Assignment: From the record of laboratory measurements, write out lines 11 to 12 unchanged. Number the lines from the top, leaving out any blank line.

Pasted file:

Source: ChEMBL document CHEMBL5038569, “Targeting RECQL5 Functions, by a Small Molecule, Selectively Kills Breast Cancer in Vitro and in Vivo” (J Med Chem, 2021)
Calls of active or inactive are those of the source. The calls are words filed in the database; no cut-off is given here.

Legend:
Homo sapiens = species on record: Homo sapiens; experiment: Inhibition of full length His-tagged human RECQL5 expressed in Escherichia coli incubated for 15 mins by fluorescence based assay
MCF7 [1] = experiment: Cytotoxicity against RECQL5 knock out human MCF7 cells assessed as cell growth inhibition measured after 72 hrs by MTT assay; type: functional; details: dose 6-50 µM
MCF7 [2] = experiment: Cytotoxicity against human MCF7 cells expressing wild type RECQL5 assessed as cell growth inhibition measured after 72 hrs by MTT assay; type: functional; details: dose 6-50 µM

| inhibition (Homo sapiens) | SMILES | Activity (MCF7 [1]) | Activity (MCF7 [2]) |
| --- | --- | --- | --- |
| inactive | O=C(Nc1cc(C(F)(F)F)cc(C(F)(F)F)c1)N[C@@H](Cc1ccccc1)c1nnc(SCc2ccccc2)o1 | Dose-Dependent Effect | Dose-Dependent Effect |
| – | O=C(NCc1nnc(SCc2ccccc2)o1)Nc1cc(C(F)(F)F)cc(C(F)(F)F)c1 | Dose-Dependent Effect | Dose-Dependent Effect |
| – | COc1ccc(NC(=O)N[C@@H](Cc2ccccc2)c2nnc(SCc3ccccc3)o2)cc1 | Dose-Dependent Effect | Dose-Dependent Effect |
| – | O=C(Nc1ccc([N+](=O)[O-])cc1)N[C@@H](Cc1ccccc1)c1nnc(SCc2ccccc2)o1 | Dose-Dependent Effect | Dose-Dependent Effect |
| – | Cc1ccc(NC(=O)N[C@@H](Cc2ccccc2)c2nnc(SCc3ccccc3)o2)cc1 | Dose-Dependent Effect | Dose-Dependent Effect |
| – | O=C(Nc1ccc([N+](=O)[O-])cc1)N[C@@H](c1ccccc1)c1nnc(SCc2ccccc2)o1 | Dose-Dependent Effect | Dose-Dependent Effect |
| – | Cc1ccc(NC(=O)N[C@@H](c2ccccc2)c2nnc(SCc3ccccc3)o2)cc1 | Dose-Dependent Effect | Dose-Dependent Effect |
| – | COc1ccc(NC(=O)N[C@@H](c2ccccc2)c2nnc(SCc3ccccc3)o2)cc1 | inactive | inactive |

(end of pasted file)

| – | COc1ccc(NC(=O)N[C@@H](Cc2ccccc2)c2nnc(SCc3ccccc3)o2)cc1 | Dose-Dependent Effect | Dose-Dependent Effect |
| – | O=C(Nc1ccc([N+](=O)[O-])cc1)N[C@@H](Cc1ccccc1)c1nnc(SCc2ccccc2)o1 | Dose-Dependent Effect | Dose-Dependent Effect |